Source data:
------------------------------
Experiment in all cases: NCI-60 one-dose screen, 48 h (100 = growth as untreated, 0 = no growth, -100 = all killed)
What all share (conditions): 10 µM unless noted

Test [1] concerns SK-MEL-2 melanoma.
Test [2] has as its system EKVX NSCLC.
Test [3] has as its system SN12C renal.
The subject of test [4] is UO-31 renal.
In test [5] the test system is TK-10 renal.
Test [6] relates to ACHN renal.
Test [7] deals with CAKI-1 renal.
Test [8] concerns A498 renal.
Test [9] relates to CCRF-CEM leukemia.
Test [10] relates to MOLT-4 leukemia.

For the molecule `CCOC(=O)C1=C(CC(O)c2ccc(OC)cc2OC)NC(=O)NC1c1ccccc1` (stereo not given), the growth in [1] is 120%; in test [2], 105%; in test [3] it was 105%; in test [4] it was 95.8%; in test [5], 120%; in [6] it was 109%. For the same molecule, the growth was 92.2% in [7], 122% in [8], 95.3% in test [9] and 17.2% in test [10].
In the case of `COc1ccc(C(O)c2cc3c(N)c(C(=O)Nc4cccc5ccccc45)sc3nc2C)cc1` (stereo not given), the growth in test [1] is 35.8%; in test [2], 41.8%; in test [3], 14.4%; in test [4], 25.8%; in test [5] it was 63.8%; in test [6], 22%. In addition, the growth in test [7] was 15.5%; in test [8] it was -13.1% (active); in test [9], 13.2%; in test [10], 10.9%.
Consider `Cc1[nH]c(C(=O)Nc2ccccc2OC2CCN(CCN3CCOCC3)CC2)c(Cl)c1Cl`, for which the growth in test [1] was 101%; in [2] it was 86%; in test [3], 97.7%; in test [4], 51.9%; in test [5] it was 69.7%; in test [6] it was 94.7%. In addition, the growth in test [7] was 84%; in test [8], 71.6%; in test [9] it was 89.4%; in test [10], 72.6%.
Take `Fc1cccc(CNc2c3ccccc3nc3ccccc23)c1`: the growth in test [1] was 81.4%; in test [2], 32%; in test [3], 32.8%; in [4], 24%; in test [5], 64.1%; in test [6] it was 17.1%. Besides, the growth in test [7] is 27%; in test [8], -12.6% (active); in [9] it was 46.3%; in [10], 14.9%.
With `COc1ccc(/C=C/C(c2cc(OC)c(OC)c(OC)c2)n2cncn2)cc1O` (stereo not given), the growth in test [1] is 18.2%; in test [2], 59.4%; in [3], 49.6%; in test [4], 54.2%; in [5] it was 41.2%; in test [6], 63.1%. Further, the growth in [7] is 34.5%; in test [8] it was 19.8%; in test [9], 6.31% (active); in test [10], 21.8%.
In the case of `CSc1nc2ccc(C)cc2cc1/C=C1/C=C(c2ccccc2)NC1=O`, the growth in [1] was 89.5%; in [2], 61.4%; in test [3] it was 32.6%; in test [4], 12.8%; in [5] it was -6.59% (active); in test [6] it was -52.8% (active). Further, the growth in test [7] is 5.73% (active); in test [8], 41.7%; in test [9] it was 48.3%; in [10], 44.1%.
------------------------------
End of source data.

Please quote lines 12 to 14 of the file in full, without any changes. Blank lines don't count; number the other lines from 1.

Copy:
Test [10] relates to MOLT-4 leukemia.

For the molecule `CCOC(=O)C1=C(CC(O)c2ccc(OC)cc2OC)NC(=O)NC1c1ccccc1` (stereo not given), the growth in [1] is 120%; in test [2], 105%; in test [3] it was 105%; in test [4] it was 95.8%; in test [5], 120%; in [6] it was 109%. For the same molecule, the growth was 92.2% in [7], 122% in [8], 95.3% in test [9] and 17.2% in test [10].
In the case of `COc1ccc(C(O)c2cc3c(N)c(C(=O)Nc4cccc5ccccc45)sc3nc2C)cc1` (stereo not given), the growth in test [1] is 35.8%; in test [2], 41.8%; in test [3], 14.4%; in test [4], 25.8%; in test [5] it was 63.8%; in test [6], 22%. In addition, the growth in test [7] was 15.5%; in test [8] it was -13.1% (active); in test [9], 13.2%; in test [10], 10.9%.